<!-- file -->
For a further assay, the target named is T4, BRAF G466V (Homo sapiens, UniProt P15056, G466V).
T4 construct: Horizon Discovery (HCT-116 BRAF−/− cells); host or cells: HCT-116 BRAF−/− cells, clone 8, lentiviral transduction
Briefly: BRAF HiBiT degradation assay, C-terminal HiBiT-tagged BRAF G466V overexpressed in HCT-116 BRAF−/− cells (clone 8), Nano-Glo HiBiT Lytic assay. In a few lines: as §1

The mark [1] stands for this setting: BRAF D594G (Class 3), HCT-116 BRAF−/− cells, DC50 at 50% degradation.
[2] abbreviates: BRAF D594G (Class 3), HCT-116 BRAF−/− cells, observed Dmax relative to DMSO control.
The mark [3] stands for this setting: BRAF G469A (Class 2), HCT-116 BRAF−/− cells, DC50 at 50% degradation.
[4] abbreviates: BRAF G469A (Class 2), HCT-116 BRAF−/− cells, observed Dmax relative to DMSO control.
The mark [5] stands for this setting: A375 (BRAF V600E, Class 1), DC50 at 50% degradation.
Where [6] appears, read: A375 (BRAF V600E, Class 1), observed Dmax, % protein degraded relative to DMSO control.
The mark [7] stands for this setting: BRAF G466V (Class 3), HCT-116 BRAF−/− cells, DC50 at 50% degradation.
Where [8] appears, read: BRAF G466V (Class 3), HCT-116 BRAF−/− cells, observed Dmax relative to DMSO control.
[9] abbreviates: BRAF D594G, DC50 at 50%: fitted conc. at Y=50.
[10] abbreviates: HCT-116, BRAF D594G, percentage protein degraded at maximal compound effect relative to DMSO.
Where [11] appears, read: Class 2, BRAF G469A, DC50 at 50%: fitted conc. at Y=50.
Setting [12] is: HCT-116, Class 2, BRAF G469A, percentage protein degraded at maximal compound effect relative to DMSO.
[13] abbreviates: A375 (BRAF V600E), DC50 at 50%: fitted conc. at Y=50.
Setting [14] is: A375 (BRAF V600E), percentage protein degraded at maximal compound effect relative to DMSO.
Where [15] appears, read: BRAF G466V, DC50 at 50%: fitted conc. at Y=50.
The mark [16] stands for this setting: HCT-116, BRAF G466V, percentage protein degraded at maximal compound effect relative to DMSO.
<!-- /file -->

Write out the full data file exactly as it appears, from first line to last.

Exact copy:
For a further assay, the target named is T4, BRAF G466V (Homo sapiens, UniProt P15056, G466V).
T4 construct: Horizon Discovery (HCT-116 BRAF−/− cells); host or cells: HCT-116 BRAF−/− cells, clone 8, lentiviral transduction
Briefly: BRAF HiBiT degradation assay, C-terminal HiBiT-tagged BRAF G466V overexpressed in HCT-116 BRAF−/− cells (clone 8), Nano-Glo HiBiT Lytic assay. In a few lines: as §1

The mark [1] stands for this setting: BRAF D594G (Class 3), HCT-116 BRAF−/− cells, DC50 at 50% degradation.
[2] abbreviates: BRAF D594G (Class 3), HCT-116 BRAF−/− cells, observed Dmax relative to DMSO control.
The mark [3] stands for this setting: BRAF G469A (Class 2), HCT-116 BRAF−/− cells, DC50 at 50% degradation.
[4] abbreviates: BRAF G469A (Class 2), HCT-116 BRAF−/− cells, observed Dmax relative to DMSO control.
The mark [5] stands for this setting: A375 (BRAF V600E, Class 1), DC50 at 50% degradation.
Where [6] appears, read: A375 (BRAF V600E, Class 1), observed Dmax, % protein degraded relative to DMSO control.
The mark [7] stands for this setting: BRAF G466V (Class 3), HCT-116 BRAF−/− cells, DC50 at 50% degradation.
Where [8] appears, read: BRAF G466V (Class 3), HCT-116 BRAF−/− cells, observed Dmax relative to DMSO control.
[9] abbreviates: BRAF D594G, DC50 at 50%: fitted conc. at Y=50.
[10] abbreviates: HCT-116, BRAF D594G, percentage protein degraded at maximal compound effect relative to DMSO.
Where [11] appears, read: Class 2, BRAF G469A, DC50 at 50%: fitted conc. at Y=50.
Setting [12] is: HCT-116, Class 2, BRAF G469A, percentage protein degraded at maximal compound effect relative to DMSO.
[13] abbreviates: A375 (BRAF V600E), DC50 at 50%: fitted conc. at Y=50.
Setting [14] is: A375 (BRAF V600E), percentage protein degraded at maximal compound effect relative to DMSO.
Where [15] appears, read: BRAF G466V, DC50 at 50%: fitted conc. at Y=50.
The mark [16] stands for this setting: HCT-116, BRAF G466V, percentage protein degraded at maximal compound effect relative to DMSO.